Turlock Mayor John Lazar delivered a positive State of the City address Wednesday morning, pointing to numerous accomplishments from 2013.
“The state of our city is strong, and growing stronger,” Lazar said.
There were no big surprise announcements during this year’s State of the City address, delivered as usual during the Turlock Chamber of Commerce’s Annual Membership Breakfast at the Carnegie Arts Center. In recent years, Lazar broke news of Old Navy’s impending arrival and his Economic Development Task Force.
This year, in his eighth State of the City address and 22nd year spent serving the Turlock City Council, Lazar focused on the successes of 2013 and the challenges that await in the year ahead.
“Optimism is around every corner,” Lazar said, noting the city’s ongoing economic recovery. He pointed to the opening of Turlock’s new Blue Diamond almond processing facility, the recently-announced Hilmar Cheese Company factory, and further upcoming announcements.
Those new businesses chose Turlock because of the city’s business-friendly practices, Lazar said. Blue Diamond was able to open its doors 1 year and 3 days after permits were issued; Hilmar Cheese Company’s permits were issued just 12 days after an application was filed.
A few years ago, when Turlock was synonymous with red tape, that would not have been the case.
“Over the last few years, city hall's culture has changed,” Lazar said. “We have asked the hard questions and made the necessary changes.”
Now, thanks to the efforts of the city and the newly-formed Mayor’s Economic Development Task Force, Lazar says that Turlock is becoming known as a place for high-tech ag businesses to locate.
“We are well on our way to becoming the Silicon Valley of a new generation of high-tech food processing,” Lazar said.
Lazar also noted improvements in the City of Turlock’s public safety divisions. Both the Turlock Police and Fire Departments gained new homes last year, when the Public Safety facility opened after six years in development.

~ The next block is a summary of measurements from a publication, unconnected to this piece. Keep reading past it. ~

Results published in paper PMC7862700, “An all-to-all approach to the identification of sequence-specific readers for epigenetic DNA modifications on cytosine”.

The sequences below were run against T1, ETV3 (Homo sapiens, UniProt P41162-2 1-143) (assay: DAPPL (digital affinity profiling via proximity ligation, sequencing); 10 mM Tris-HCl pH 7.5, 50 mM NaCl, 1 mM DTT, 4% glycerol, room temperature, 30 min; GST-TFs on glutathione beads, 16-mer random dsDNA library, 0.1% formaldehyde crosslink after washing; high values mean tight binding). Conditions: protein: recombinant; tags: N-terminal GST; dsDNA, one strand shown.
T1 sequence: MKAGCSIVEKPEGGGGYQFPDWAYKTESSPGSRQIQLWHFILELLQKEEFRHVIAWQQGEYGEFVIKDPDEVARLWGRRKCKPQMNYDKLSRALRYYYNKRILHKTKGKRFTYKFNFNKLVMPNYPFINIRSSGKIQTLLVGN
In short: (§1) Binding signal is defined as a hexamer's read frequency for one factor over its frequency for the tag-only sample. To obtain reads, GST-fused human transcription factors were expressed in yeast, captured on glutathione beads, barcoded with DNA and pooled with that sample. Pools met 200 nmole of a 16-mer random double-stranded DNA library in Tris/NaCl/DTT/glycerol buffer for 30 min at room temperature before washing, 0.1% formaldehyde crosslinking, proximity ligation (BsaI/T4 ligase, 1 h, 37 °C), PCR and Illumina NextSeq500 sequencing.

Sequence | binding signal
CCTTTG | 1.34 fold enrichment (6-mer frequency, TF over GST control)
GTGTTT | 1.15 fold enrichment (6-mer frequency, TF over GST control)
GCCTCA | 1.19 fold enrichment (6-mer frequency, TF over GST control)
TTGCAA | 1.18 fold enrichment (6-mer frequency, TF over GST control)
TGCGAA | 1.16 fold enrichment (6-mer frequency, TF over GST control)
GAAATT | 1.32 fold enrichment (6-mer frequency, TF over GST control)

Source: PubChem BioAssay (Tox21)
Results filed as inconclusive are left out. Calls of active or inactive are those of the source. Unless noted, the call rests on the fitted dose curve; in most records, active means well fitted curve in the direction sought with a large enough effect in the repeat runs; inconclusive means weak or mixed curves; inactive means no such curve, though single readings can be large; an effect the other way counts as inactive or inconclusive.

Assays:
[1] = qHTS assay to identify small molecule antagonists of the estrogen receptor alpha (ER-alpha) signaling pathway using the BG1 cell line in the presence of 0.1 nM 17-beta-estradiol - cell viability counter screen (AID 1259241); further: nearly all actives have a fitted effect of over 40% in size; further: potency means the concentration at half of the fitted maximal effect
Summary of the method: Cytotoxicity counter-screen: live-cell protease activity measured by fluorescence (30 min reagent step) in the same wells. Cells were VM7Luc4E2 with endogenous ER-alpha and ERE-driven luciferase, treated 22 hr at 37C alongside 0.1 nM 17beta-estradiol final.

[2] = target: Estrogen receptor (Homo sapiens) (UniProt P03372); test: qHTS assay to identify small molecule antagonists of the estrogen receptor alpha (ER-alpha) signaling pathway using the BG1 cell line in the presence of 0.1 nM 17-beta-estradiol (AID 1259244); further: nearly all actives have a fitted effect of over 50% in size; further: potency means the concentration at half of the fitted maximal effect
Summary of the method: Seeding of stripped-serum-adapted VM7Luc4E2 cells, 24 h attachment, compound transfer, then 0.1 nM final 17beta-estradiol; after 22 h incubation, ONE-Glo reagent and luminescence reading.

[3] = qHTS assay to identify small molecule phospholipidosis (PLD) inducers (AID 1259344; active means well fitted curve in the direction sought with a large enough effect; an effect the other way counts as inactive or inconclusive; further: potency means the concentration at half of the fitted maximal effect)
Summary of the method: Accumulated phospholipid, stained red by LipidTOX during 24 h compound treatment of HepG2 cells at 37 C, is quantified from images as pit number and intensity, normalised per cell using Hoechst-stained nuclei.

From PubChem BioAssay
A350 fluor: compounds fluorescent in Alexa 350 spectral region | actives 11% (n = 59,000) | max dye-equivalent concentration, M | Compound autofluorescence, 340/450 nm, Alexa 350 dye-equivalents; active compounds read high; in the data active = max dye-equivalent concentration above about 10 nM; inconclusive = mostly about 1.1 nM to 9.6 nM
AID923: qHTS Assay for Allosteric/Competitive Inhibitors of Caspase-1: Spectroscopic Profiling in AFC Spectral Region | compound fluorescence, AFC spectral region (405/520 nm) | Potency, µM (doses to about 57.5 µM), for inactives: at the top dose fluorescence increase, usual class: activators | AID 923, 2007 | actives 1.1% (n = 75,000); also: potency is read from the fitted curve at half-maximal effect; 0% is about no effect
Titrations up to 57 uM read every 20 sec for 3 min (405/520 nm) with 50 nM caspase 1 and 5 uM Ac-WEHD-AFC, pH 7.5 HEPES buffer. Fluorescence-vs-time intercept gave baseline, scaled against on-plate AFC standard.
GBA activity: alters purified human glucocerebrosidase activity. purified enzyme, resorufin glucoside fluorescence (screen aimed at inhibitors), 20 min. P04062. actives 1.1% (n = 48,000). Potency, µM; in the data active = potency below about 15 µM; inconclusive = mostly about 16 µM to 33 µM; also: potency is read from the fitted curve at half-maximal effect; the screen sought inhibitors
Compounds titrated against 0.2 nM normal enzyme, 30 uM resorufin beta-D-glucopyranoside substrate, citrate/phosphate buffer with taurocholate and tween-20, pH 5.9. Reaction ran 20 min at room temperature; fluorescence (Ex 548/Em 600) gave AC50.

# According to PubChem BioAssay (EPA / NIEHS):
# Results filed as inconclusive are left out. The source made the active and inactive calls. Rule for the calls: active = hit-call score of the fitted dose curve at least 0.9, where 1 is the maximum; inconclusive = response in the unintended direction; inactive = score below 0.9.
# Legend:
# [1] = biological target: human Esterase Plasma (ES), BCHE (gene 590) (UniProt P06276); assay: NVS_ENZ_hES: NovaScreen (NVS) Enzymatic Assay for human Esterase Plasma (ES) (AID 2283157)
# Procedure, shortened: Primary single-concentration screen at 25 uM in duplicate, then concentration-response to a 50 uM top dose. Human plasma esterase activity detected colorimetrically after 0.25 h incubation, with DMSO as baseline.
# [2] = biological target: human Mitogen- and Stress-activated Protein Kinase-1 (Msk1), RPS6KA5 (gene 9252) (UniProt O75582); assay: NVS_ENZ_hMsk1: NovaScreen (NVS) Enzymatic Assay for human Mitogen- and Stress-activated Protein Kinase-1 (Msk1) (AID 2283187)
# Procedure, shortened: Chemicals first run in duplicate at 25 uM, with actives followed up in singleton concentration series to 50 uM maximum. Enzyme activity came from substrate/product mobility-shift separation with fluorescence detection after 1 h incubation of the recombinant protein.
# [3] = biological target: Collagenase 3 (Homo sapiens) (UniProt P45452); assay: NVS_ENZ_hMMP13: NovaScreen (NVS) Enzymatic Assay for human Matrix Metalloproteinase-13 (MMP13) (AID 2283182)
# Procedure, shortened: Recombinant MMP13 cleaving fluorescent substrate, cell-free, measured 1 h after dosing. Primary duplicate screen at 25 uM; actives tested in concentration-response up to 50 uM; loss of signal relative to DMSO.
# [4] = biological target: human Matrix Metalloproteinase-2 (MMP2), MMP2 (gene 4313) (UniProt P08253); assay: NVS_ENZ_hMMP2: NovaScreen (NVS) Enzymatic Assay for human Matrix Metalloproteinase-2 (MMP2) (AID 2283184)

“This project will serve our community for decades to come,” Lazar said.
Even though crime has gone up as the city deals with realignment, a state plan which ultimately released some less-violent criminals into the community, Turlock is seeking solutions like hosting probation officers at the Public Safety Facility. And the Fire Department has actually improved its service to become a “Level 2” agency, which should save Turlockers money on fire insurance.
Lazar pointed to new community partnerships to prevent crime, and even a move to go green at the Turlock Police Department with hybrid cars and electric scooters.
Yet one major challenge faces Turlock in 2014: Water.
“It appears we are facing what will be the most severe drought in 100 years,” Lazar said.
Turlock has been diligent in past years, installing water meters in 2006 – years ahead of a state mandate to do so. Those meters led to a sharp decline in water usage to what is now an all-time low per capita; Turlock pumped as much water in 2013 as it did in 2000, when it had 17,000 fewer residents.
But still, Turlockers need to conserve more. The water in Turlock’s aquifer, which supplies 100 percent of the city’s drinking water, continues to decline in both quantity and quality.
“I have my kids at home setting a timer while in the shower,” Lazar said.
Turlockers could face increasing water rates this year, as the City of Turlock prepares to begin treating its water to address declining quality. And rates could go up even higher if a proposed surface water treatment plant, which would turn Tuolumne River water into drinking water, becomes a reality.
Those challenges and more await in 2014, Lazar said. But together, the City of Turlock can face those challenges.
“In 2014 I look forward to meeting the challenges with you as we celebrate our collective accomplishments,” Lazar said.